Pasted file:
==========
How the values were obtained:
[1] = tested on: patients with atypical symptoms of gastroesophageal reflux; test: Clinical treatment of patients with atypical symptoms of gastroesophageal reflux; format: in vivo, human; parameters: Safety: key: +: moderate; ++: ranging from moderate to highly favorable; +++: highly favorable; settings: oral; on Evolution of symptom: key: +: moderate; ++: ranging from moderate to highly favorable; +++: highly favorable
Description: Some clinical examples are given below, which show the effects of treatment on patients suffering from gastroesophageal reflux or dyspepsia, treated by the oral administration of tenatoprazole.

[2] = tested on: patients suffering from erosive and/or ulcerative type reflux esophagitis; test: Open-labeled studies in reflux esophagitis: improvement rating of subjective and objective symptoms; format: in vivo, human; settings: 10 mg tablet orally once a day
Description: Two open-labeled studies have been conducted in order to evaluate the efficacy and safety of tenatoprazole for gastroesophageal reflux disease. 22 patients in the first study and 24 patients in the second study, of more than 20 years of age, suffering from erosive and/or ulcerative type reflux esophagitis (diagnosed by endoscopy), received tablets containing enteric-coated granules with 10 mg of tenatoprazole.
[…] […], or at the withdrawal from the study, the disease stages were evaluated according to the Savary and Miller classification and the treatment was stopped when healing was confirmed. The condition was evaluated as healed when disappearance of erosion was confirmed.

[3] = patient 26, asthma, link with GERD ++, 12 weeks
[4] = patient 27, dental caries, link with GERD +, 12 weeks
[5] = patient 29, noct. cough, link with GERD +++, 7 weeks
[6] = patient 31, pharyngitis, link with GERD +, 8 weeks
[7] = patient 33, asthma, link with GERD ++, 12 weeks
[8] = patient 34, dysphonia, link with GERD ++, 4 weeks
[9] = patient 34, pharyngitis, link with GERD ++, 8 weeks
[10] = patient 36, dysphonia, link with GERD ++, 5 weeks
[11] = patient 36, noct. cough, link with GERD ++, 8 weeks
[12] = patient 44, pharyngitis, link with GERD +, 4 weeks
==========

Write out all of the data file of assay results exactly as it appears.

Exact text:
How the values were obtained:
[1] = tested on: patients with atypical symptoms of gastroesophageal reflux; test: Clinical treatment of patients with atypical symptoms of gastroesophageal reflux; format: in vivo, human; parameters: Safety: key: +: moderate; ++: ranging from moderate to highly favorable; +++: highly favorable; settings: oral; on Evolution of symptom: key: +: moderate; ++: ranging from moderate to highly favorable; +++: highly favorable
Description: Some clinical examples are given below, which show the effects of treatment on patients suffering from gastroesophageal reflux or dyspepsia, treated by the oral administration of tenatoprazole.

[2] = tested on: patients suffering from erosive and/or ulcerative type reflux esophagitis; test: Open-labeled studies in reflux esophagitis: improvement rating of subjective and objective symptoms; format: in vivo, human; settings: 10 mg tablet orally once a day
Description: Two open-labeled studies have been conducted in order to evaluate the efficacy and safety of tenatoprazole for gastroesophageal reflux disease. 22 patients in the first study and 24 patients in the second study, of more than 20 years of age, suffering from erosive and/or ulcerative type reflux esophagitis (diagnosed by endoscopy), received tablets containing enteric-coated granules with 10 mg of tenatoprazole.
[…] […], or at the withdrawal from the study, the disease stages were evaluated according to the Savary and Miller classification and the treatment was stopped when healing was confirmed. The condition was evaluated as healed when disappearance of erosion was confirmed.

[3] = patient 26, asthma, link with GERD ++, 12 weeks
[4] = patient 27, dental caries, link with GERD +, 12 weeks
[5] = patient 29, noct. cough, link with GERD +++, 7 weeks
[6] = patient 31, pharyngitis, link with GERD +, 8 weeks
[7] = patient 33, asthma, link with GERD ++, 12 weeks
[8] = patient 34, dysphonia, link with GERD ++, 4 weeks
[9] = patient 34, pharyngitis, link with GERD ++, 8 weeks
[10] = patient 36, dysphonia, link with GERD ++, 5 weeks
[11] = patient 36, noct. cough, link with GERD ++, 8 weeks
[12] = patient 44, pharyngitis, link with GERD +, 4 weeks